Humphrey, Duke of Gloucester

Born: October 3, 1390

Died: February 23, 1447

Bury St. Edmonds, Suffolk, England (Age 56)

Humphrey in History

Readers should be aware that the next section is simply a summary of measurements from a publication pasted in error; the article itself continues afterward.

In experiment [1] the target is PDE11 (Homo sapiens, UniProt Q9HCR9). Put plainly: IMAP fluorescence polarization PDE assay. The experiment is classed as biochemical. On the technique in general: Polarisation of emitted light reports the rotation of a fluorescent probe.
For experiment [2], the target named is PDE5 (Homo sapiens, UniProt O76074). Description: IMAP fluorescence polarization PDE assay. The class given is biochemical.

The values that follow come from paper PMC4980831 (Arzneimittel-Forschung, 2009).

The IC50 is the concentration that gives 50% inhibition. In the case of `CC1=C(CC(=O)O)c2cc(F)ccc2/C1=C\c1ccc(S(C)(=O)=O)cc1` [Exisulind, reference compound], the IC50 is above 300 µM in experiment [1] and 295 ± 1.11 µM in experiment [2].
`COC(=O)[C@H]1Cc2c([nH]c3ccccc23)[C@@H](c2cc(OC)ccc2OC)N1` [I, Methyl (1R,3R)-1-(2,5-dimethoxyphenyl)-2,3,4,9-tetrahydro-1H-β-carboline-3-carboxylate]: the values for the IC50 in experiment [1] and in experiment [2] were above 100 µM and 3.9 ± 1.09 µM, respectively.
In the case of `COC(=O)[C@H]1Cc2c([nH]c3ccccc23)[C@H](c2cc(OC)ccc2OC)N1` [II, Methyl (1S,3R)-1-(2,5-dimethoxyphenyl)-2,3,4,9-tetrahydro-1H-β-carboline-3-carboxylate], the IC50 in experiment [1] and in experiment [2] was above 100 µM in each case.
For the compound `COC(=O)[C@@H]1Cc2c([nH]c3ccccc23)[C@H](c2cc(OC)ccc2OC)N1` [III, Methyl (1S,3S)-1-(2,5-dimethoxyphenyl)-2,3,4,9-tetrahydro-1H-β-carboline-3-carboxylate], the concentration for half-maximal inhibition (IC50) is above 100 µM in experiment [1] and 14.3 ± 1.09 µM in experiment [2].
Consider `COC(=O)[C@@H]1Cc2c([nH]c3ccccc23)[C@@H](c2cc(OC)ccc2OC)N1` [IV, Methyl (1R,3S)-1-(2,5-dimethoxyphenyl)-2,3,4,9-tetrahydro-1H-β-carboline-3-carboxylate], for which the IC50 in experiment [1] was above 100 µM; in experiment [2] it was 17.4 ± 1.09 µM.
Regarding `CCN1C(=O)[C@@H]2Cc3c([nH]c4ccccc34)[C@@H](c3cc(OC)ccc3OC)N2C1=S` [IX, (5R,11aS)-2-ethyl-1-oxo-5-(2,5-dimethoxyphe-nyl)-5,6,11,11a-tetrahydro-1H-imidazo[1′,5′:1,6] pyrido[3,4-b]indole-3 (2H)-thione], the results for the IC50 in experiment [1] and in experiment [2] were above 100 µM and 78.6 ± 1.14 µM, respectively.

Humphrey Plantagenet was the fourth and youngest son of Henry Bolingbroke, eldest son and heir of John of Gaunt, third surviving son of King Edward III. In 1399, Humphrey's father deposed King Richard II and crowned himself as King Henry IV. It is no surprise that, after their father's ascension to the throne, that the fortunes of Henry's four sons would rise rapidly. Humphrey himself was created a Knight of the Garter the year after Henry's ascension. During the remainder of his father's reign, however, Humphrey was not given as many responsibilities (particularly militaristic ones) as his elder brothers Henry, Thomas and John. It was not until after the death of his father in 1413 and the ascension of his eldest brother as King Henry V that Humphrey rose to any real power in the English government. He was created Duke of Gloucester and Earl of Pembroke in 1414 and began serving in military expeditions when Henry V renewed the Hundred Years War with France the following year. Humphrey took place in the siege of Harfleur and fought at the famous Battle of Agincourt, where he was wounded and supposedly rescued by the king himself. Over the remainder of his brother's relatively short reign Humphrey continued to serve as a military commander in France and was given several independent commands in the increasingly successful war for the English. Although his influence was certainly on the rise it appears that the king intentionally limited the power of his youngest brother as opposed to that of Thomas and John (who were by this point the Dukes of Clarence and Bedford respectively). When Henry V died in 1422 it was made unclear as to what his role would be in the regency council for the new King Henry VI, who was a mere nine months old at the time of his father's death. The late king's will had claimed that Humphrey was to be the tutor and protector of the infant king, which Humphrey took to mean protector of the realm of England. Although Humprhey would ultimately gain the title of protector, his powers were limited by his remaining brother Bedford (Thomas had died in 1421), who gained the title of Regent of France (which Henry VI became king of in addition to England when King Charles VI died several months after Henry V). Also of influence at the court of the infant king were two of Henry IV's Beaufort (John of Gaunt's offspring from his mistress and eventual third wife Katherine Swynford) half-brothers (and uncles of Humphrey) Thomas, Duke of Exeter, and Henry, Bishop (and ultimately Cardinal) of Winchester. Exeter died in 1426 but Cardinal Beaufort would go on to become Humphrey's most hated rival in the court of King Henry VI.